Most accurate video pause on Earth (currentTime Vs mediaTime And requestVideoFrameCallback Vs setInterval)

Let’s say we want to try our best to create the most accurate video pause function based on the given point (of time) of the video element.

So we try this to experiment:

var vid = document.getElementById("myVideo");

Method1();
Method2();

function Method1() {
  const doSomethingWithTheFrame = (now, metadata) => {
  // Do something with the frame.
  console.log(vid.currentTime, now, metadata);
  if(metadata.mediaTime >= 0.5) {
    console.log("Method1 Executed Here", vid.currentTime, metadata.mediaTime);
    vid.pause(); // reached 0.5 so stop the video
    return;
  }
  // Re-register the callback to be notified about the next frame.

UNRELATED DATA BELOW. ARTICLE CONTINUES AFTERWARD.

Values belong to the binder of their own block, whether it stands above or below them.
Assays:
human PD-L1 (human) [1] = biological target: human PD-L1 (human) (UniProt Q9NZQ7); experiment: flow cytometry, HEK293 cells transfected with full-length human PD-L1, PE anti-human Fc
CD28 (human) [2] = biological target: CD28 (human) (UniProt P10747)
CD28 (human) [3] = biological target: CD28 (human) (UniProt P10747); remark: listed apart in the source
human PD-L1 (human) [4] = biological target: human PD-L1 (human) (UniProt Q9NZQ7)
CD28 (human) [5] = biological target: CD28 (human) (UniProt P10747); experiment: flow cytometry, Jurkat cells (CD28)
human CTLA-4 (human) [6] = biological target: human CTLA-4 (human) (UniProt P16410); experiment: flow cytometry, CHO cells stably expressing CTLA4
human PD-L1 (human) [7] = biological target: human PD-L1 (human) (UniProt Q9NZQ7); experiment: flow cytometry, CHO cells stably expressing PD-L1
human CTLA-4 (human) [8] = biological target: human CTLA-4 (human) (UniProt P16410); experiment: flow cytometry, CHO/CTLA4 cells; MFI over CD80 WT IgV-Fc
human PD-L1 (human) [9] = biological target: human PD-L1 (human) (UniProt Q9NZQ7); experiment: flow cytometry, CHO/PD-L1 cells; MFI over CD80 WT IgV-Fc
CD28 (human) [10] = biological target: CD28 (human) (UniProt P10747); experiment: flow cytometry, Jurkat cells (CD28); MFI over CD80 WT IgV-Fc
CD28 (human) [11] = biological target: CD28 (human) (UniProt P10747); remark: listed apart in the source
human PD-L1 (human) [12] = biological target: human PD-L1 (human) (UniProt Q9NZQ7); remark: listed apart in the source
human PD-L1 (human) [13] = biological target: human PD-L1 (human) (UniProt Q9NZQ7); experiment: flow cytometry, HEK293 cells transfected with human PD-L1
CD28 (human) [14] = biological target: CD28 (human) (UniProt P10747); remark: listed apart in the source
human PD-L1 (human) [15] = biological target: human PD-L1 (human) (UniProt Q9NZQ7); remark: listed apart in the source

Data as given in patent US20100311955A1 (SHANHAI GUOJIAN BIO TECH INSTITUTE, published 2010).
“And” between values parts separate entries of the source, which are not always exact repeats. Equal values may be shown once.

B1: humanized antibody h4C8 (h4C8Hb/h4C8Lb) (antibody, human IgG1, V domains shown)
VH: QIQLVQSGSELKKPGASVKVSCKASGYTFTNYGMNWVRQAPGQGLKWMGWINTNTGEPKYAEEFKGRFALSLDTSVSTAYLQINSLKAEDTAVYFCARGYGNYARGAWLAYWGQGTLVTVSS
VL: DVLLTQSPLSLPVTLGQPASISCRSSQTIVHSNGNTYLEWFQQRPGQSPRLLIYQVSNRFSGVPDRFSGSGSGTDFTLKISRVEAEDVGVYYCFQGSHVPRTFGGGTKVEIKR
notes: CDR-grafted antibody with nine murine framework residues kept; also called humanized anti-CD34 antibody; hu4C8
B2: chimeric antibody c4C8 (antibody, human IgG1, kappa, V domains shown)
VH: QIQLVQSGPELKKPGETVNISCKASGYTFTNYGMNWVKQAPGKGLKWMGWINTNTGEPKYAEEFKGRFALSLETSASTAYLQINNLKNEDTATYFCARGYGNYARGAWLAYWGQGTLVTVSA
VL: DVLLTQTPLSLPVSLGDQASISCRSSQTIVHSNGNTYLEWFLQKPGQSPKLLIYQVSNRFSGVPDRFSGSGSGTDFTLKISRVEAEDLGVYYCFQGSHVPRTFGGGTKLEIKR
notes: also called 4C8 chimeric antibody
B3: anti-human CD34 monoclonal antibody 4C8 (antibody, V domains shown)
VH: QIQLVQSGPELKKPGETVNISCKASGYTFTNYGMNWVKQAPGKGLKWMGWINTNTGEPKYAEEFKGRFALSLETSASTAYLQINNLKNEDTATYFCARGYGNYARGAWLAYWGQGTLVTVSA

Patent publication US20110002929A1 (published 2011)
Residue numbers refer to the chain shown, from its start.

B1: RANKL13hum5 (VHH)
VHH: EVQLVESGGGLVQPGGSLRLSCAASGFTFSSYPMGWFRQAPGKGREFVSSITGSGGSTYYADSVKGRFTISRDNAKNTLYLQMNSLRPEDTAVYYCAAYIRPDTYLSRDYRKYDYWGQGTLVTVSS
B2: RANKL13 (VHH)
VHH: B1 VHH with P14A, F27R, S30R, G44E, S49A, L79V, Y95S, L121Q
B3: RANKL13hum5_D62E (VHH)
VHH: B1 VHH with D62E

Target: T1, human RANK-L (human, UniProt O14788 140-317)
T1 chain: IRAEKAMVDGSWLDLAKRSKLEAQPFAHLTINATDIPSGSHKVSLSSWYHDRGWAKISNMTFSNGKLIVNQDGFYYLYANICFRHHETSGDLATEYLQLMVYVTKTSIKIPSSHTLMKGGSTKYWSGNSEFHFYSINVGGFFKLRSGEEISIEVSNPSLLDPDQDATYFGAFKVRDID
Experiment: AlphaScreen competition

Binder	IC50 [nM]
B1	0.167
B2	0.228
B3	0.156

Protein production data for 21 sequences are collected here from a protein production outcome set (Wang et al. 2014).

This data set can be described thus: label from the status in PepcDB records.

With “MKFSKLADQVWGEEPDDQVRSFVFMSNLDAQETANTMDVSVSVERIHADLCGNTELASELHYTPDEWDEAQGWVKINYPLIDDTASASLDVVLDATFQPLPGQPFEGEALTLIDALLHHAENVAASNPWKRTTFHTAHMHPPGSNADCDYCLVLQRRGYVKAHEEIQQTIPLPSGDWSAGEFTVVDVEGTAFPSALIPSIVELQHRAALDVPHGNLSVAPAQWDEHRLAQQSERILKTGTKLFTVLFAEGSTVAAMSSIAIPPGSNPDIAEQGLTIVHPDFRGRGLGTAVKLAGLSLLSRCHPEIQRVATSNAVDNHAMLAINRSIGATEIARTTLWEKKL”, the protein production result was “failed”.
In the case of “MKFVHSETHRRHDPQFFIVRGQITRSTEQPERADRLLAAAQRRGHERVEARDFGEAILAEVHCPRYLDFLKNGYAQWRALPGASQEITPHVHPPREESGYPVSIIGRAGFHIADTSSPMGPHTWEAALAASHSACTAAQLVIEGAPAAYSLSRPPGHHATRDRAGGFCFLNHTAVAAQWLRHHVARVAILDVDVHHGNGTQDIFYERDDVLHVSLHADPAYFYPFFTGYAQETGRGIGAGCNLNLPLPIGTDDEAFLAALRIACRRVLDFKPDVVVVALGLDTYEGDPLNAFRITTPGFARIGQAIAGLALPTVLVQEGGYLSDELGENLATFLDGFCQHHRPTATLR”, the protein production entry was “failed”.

vid.requestVideoFrameCallback(doSomethingWithTheFrame);
};
  // Initially register the callback to be notified about the first frame.
  vid.requestVideoFrameCallback(doSomethingWithTheFrame);
}

function Method2() {
  const endCheck = setInterval(endCheckInterval, 5);
  function endCheckInterval() {
    if (vid.currentTime >= 0.5) {
       clearInterval(endCheck);
       console.log("Method2 Executed Here", vid.currentTime);
       //vid.pause(); // reached 0.5 so stop the video
 
    }
  }
}
<!DOCTYPE html> 
<html> 
<body> 
  <video id="myVideo" width="320" height="176" controls>
    <source src="https://www.w3schools.com/tags/mov_bbb.mp4" type="video/mp4">
  </video>
</body> 
</html>

As you see I compared vid.currentTime Vs metadata.mediaTime and there is a little difference between the two…

Which one should we use for reliability and accurate pausing at the 0.5 second of the video?

Answer

In Chromium’s implementation, we use the audio clock as the time source that backs video.currentTime, whereas the mediaTime is directly populated by the presentationTimestamp of the frame. The mediaTime is what you should use if you want to exactly identify frames in a reproducible way, including to identify exactly which frames you missed.